Neil said a while ago that, “It would be good to find some kind of biography of the man whose life spanned from Victorian times into the modern era”. Well thanks to Laurence, I managed to find some fascinating information......
Arnold Victor Beauvais was born in Catford on the 13th April 1886. He was the third child of the French artist Charles Henri Beauvais. His father, born in Marseille in 1864, was also a talented painter, who after training in Paris came to England in 1882 where he met and married an English girl, Anne Corfield. This happy union produced four sons and two daughters.
Arnold Beauvais commenced his art training in 1900. He worked in his father’s commercial studio, on lithographic and poster design, during the day and studied art in the evenings at the Bolt Court Art School in Fleet Street.
In 1903 Charles Beauvais left England and returned to his native France and opened a commercial studio in Marseille. Arnold Beauvais took this opportunity to further his art studies and spent sixteen months in Paris. He then rejoined his family in Marseille and started to work once again with his father.
Charles Beauvais died in 1911 and Arnold Beauvais took over the management of the studio for the next two years. In 1913 he returned to London, rented a Studio in Chancery Lane and produced Artwork for a wide range of clients – J. Lyons, R.K.O., Radio Pictures, Black & White Whisky, Warner Bros., Walt Disney Co., Younger’s Scotch Ales and many more- which meant drawing everything from Film Posters and Magazine illustrations to Press Adverts, Cartoons and Jigsaw puzzles.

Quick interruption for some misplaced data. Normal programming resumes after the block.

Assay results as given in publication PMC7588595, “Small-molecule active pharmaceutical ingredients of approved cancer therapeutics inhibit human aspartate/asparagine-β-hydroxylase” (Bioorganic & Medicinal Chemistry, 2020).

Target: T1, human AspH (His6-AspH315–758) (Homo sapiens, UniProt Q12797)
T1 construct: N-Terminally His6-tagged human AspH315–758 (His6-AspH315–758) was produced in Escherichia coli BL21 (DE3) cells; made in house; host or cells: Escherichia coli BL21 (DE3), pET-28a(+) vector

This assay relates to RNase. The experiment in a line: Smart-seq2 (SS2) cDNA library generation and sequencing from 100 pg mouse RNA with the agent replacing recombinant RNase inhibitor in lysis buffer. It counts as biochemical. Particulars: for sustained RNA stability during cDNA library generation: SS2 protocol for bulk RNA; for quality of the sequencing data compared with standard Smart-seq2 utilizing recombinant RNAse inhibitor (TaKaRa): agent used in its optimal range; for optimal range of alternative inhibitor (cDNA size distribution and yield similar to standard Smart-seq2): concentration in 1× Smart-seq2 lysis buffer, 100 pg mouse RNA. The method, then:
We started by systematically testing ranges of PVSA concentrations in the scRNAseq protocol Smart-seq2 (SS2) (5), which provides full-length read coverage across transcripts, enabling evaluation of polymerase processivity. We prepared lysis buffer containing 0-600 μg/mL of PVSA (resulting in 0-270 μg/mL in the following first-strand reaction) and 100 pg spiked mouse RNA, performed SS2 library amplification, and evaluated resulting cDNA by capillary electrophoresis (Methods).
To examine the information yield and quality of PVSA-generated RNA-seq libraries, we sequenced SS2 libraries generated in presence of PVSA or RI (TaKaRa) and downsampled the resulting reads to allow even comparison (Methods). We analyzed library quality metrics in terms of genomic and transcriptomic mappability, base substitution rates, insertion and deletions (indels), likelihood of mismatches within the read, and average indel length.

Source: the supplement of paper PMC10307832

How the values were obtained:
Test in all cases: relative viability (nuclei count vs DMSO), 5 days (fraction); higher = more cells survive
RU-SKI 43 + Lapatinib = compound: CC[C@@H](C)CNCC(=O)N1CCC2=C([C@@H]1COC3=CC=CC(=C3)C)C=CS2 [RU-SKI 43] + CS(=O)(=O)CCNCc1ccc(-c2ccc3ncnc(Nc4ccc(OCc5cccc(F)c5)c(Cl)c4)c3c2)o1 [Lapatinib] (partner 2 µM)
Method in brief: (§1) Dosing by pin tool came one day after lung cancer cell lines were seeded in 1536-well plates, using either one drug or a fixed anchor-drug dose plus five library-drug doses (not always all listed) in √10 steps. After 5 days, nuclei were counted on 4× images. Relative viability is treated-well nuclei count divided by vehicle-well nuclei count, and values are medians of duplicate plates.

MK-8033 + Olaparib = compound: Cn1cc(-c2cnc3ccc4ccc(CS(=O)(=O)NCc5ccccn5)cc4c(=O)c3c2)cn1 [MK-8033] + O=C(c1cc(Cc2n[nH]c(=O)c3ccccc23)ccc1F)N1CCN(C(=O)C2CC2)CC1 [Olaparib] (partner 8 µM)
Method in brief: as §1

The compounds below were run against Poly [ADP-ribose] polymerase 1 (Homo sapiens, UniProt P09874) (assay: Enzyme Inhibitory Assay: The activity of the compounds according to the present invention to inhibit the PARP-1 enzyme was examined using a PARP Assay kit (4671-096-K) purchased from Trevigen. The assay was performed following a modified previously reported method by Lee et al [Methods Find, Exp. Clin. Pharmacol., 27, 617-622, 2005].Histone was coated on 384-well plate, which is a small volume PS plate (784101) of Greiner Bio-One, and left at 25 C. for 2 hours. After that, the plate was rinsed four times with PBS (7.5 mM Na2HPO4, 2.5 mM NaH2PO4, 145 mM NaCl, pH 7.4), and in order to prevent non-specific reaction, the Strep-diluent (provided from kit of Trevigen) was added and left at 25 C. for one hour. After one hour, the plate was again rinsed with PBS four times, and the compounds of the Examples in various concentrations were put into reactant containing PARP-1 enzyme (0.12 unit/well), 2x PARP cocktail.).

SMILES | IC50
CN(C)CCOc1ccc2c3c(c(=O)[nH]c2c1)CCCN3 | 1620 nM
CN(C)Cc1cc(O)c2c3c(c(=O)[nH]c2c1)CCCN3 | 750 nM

The work for the film distributors included posters and general publicity for such famous films as, The Hunchback of Notre Dame, Swiss Family Robinson, Up In Arms and all the subsequent Danny Kaye films, Snow White, Bambi, Treasure Island, Robin Hood, Alice in Wonderland, Hans Anderson, Peter Pan and a host of Walt Disney nature films. The success of this work inevitably led to the illustrations in the associated ‘book of the films’ produced by Collins of Glasgow.
His involvement with the film world commenced in the mid-thirties and lasted for two decades. During this period a highly successful series of caricatures were produced for the magazine – Film Weekly. These caricatures of film stars were produced by the then relatively untried ‘air brush’ technique. He also originated one of the most successful advertising campaigns produced before the Second World War. His series of ‘Where’s George?’ advertisements for Lyons created a tremendous interest at the time and are still remembered by people almost forty years later.
But Arnold Beauvais’s talents ranged far beyond the realms of art. His career as a free-lance commercial artist enabled him not only to paint for pleasure but also to devote time to his other main love – music. In fact his success as an n opera singer during the 1920’s eventually forced him to make a choice between a full- time career as an artist or a singer when he combined commitments became excessive.
As a singer he made his debut at the Old Vic playing the part of Fernando in Il Trovatore. The quality and range of his bass voice together with his acting ability led him to play the leading roles in many of the classic operatic standards such as: - The Magic Flute, Don Giovann, Rigoletto, Aida, Lohengrin, Faust, Carmen, and about a dozen other operas.
It was during this time with the Old Vic opera company that he designed the famous poster for the appeal fund to raise £30,000 to renovate the fabric of the building. During the 1930’s he taught at the Bolt Court Art School where he himself had studied, more than thirty years earlier.
In 1956 Arnold Beauvais reduced his commercial art commitments in order to devote more time to his oil paintings. He was made a Member of the London Sketch Club in 1929 and elected President in 1936 later he became Life President.
Arnold died in 1982.